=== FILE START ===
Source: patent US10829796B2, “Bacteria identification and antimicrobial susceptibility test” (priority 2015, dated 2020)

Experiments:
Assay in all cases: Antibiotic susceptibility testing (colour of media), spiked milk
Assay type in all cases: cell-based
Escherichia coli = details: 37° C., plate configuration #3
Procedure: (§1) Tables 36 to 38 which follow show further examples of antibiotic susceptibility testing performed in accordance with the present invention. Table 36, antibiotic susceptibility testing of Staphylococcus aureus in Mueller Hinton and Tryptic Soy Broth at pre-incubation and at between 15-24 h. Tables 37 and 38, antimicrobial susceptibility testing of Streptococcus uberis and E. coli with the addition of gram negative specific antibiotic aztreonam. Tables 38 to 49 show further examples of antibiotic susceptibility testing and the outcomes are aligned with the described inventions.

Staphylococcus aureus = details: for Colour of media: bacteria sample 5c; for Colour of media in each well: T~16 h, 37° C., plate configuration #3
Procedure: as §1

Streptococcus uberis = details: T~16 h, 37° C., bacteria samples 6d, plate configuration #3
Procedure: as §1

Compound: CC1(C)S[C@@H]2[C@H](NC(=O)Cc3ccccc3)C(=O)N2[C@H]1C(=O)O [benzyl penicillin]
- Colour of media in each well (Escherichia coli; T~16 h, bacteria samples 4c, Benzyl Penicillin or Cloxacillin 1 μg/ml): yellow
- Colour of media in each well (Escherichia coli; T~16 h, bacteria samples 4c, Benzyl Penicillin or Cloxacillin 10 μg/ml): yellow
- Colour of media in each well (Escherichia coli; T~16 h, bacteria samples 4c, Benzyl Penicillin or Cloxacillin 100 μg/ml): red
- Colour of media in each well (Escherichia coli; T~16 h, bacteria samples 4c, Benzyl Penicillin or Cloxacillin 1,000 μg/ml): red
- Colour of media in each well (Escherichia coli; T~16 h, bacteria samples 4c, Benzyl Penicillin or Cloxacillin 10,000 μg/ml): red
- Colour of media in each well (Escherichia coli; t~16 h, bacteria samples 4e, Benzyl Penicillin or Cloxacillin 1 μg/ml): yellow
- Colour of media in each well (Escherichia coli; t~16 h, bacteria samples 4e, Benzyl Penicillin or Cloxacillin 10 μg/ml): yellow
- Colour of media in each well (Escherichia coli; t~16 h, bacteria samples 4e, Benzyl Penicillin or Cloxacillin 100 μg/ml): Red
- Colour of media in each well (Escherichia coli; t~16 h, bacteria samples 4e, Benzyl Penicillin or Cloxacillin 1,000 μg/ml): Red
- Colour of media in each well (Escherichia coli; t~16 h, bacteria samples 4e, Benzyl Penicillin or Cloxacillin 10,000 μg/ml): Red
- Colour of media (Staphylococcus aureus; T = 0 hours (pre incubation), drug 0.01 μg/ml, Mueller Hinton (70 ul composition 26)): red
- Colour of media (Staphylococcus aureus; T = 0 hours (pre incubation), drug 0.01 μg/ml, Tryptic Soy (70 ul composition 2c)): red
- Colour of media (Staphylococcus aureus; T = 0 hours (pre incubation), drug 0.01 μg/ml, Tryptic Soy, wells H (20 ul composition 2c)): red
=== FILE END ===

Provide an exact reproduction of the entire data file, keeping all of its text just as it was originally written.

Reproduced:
Source: patent US10829796B2, “Bacteria identification and antimicrobial susceptibility test” (priority 2015, dated 2020)

Experiments:
Assay in all cases: Antibiotic susceptibility testing (colour of media), spiked milk
Assay type in all cases: cell-based
Escherichia coli = details: 37° C., plate configuration #3
Procedure: (§1) Tables 36 to 38 which follow show further examples of antibiotic susceptibility testing performed in accordance with the present invention. Table 36, antibiotic susceptibility testing of Staphylococcus aureus in Mueller Hinton and Tryptic Soy Broth at pre-incubation and at between 15-24 h. Tables 37 and 38, antimicrobial susceptibility testing of Streptococcus uberis and E. coli with the addition of gram negative specific antibiotic aztreonam. Tables 38 to 49 show further examples of antibiotic susceptibility testing and the outcomes are aligned with the described inventions.

Staphylococcus aureus = details: for Colour of media: bacteria sample 5c; for Colour of media in each well: T~16 h, 37° C., plate configuration #3
Procedure: as §1

Streptococcus uberis = details: T~16 h, 37° C., bacteria samples 6d, plate configuration #3
Procedure: as §1

Compound: CC1(C)S[C@@H]2[C@H](NC(=O)Cc3ccccc3)C(=O)N2[C@H]1C(=O)O [benzyl penicillin]
- Colour of media in each well (Escherichia coli; T~16 h, bacteria samples 4c, Benzyl Penicillin or Cloxacillin 1 μg/ml): yellow
- Colour of media in each well (Escherichia coli; T~16 h, bacteria samples 4c, Benzyl Penicillin or Cloxacillin 10 μg/ml): yellow
- Colour of media in each well (Escherichia coli; T~16 h, bacteria samples 4c, Benzyl Penicillin or Cloxacillin 100 μg/ml): red
- Colour of media in each well (Escherichia coli; T~16 h, bacteria samples 4c, Benzyl Penicillin or Cloxacillin 1,000 μg/ml): red
- Colour of media in each well (Escherichia coli; T~16 h, bacteria samples 4c, Benzyl Penicillin or Cloxacillin 10,000 μg/ml): red
- Colour of media in each well (Escherichia coli; t~16 h, bacteria samples 4e, Benzyl Penicillin or Cloxacillin 1 μg/ml): yellow
- Colour of media in each well (Escherichia coli; t~16 h, bacteria samples 4e, Benzyl Penicillin or Cloxacillin 10 μg/ml): yellow
- Colour of media in each well (Escherichia coli; t~16 h, bacteria samples 4e, Benzyl Penicillin or Cloxacillin 100 μg/ml): Red
- Colour of media in each well (Escherichia coli; t~16 h, bacteria samples 4e, Benzyl Penicillin or Cloxacillin 1,000 μg/ml): Red
- Colour of media in each well (Escherichia coli; t~16 h, bacteria samples 4e, Benzyl Penicillin or Cloxacillin 10,000 μg/ml): Red
- Colour of media (Staphylococcus aureus; T = 0 hours (pre incubation), drug 0.01 μg/ml, Mueller Hinton (70 ul composition 26)): red
- Colour of media (Staphylococcus aureus; T = 0 hours (pre incubation), drug 0.01 μg/ml, Tryptic Soy (70 ul composition 2c)): red
- Colour of media (Staphylococcus aureus; T = 0 hours (pre incubation), drug 0.01 μg/ml, Tryptic Soy, wells H (20 ul composition 2c)): red